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after reading and searching about OS and process and threads, I checked on wiki and it said,

A computer program is a passive collection of instructions, a process is the actual execution of those instructions. Several processes may be associated with the same program; for example, opening up several instances of the same program often means more than one process is being executed.

Now is it possible for a program to have more than one process and I am not including the possibility of running more than one instance of the same program. I mean one instance of one program is running, is it possible for a program to have more than one process? If yes, how? If no, why not?

I am a newbie in this, but damn curious :) Thanks for all your help..

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1 Answer 1

Yes, fairly obviously - you can run two or more copies of most programs - I routinely have about 5 copies of vim running, and each of those is a separate process. As to how, the OS loads the executable file, creates a process and then tells that process to start executing the file contents.

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I mentioned above, that I am NOT including the case where you want to run more than one instance of the program. I mean Can one instance of the program run in multiple process? –  mayjune May 25 '11 at 17:06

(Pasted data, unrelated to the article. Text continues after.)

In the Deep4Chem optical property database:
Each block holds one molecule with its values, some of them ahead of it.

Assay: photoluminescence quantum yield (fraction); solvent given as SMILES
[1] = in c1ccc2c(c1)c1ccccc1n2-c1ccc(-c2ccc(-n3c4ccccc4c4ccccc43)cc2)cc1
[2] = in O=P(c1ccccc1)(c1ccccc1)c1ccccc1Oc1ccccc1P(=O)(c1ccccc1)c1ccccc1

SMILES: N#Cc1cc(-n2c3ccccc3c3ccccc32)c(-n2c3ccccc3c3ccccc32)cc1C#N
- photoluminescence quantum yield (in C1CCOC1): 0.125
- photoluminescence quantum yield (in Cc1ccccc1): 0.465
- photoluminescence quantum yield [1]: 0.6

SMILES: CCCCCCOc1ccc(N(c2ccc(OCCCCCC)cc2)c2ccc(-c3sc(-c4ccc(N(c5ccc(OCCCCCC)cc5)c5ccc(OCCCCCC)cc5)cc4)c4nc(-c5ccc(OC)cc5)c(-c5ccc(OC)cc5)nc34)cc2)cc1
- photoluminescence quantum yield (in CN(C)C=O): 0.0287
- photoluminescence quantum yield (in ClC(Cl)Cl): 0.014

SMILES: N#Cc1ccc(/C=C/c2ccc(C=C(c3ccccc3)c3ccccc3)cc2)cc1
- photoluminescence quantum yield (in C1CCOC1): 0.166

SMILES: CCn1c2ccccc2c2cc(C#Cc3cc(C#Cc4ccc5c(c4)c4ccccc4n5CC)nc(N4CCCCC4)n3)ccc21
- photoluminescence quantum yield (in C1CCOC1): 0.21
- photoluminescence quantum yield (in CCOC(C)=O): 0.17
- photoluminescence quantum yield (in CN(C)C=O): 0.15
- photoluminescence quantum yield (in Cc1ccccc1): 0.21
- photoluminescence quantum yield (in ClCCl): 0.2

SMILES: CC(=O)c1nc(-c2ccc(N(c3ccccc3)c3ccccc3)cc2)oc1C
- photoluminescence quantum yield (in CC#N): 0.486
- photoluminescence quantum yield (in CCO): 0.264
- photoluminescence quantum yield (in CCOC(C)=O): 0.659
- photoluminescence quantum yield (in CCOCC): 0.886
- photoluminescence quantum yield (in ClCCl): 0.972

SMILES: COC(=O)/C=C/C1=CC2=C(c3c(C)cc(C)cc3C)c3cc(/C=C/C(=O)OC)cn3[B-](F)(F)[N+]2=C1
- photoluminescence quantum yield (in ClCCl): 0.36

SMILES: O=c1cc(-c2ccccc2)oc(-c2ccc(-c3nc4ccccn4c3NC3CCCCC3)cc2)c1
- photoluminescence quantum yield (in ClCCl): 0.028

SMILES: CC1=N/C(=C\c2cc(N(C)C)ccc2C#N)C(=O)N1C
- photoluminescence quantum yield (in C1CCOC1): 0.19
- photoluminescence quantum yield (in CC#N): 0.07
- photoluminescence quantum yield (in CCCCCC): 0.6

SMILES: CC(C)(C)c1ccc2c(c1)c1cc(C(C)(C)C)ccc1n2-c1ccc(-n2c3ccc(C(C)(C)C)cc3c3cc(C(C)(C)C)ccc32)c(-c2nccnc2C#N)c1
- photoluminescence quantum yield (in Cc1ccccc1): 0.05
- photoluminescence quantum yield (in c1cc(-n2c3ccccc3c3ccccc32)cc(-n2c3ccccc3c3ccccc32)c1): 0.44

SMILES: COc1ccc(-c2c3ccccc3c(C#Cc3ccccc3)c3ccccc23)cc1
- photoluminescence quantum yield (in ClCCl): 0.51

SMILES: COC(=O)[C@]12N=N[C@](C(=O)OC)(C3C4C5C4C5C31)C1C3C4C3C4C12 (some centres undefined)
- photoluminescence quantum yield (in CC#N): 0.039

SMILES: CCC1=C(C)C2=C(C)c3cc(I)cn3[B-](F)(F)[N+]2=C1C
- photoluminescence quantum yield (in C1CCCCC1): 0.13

You obviously don't understand what you are reading. There is only one instance of the program - the file containing the program's machine code. The operating system can use that one instance to create multiple processes. –  nbt May 25 '11 at 17:18
I am a bit confused here. Sorry if i am being wrong here, but I need to understand what I am reading clearly, hence the questions... Ok let me rephrase it, If im running lets say firefox, and it has two tabs, does firefox run in one process and two tabs are created as a separate process and they are communicating with the firefox process, and internally each process has its own threads, or one whole process of firefox is running and both tabs are running in separate threads...? –  mayjune May 25 '11 at 17:35
One process, maybe (or maybe not) two threads. If you are on windows, you can use a tool like process explorer (or ps on linux) to see exactly what is going on. –  nbt May 25 '11 at 17:39
Yes, it is up to the programmer to decide a process should spawn child processes (or threads). –  nbt May 25 '11 at 18:08

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